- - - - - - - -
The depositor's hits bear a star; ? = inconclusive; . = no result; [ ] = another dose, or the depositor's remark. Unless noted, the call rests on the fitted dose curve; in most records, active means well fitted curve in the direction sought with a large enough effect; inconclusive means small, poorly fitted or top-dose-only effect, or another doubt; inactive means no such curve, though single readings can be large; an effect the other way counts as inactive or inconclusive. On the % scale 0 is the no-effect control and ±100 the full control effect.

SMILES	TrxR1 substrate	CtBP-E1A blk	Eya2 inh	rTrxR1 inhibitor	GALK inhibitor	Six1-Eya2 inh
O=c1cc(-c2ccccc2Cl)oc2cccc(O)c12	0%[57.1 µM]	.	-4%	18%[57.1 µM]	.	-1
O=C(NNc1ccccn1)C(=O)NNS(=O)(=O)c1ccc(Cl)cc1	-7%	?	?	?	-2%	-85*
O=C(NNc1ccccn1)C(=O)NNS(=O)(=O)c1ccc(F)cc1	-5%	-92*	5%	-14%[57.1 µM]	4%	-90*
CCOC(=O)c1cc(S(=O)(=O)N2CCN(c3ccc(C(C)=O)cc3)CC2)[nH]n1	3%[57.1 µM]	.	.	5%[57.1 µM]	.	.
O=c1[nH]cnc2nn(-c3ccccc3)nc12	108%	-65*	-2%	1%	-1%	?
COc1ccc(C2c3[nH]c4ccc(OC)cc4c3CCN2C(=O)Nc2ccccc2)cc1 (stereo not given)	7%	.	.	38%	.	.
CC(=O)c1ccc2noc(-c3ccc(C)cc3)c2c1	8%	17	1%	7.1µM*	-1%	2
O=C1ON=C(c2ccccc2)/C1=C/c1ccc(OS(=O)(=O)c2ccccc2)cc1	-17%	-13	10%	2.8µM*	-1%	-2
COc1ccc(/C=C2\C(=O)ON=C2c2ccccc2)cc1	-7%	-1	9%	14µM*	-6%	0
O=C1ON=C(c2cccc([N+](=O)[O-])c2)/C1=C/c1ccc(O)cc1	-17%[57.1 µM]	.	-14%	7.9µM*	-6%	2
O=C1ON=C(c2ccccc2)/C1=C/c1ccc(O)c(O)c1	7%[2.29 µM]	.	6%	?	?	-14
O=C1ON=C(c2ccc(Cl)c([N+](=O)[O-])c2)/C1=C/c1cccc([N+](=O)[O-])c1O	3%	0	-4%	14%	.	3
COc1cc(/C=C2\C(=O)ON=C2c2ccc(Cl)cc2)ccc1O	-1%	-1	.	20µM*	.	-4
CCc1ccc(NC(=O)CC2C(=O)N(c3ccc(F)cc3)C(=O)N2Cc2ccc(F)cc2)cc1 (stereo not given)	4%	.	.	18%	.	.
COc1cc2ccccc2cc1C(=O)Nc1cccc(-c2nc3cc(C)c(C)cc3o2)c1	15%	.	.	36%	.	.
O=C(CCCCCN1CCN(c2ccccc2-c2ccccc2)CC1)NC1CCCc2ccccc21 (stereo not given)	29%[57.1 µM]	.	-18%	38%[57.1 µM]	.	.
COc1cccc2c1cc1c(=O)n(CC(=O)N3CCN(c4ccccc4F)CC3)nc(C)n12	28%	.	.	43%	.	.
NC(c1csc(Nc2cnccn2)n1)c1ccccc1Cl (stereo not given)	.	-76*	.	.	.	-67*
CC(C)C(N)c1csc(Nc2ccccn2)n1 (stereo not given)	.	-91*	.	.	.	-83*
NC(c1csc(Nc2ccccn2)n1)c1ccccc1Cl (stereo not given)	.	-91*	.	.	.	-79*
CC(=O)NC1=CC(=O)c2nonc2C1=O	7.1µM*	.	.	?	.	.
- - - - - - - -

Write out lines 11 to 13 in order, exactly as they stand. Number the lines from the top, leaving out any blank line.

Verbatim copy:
COc1ccc(/C=C2\C(=O)ON=C2c2ccccc2)cc1	-7%	-1	9%	14µM*	-6%	0
O=C1ON=C(c2cccc([N+](=O)[O-])c2)/C1=C/c1ccc(O)cc1	-17%[57.1 µM]	.	-14%	7.9µM*	-6%	2
O=C1ON=C(c2ccccc2)/C1=C/c1ccc(O)c(O)c1	7%[2.29 µM]	.	6%	?	?	-14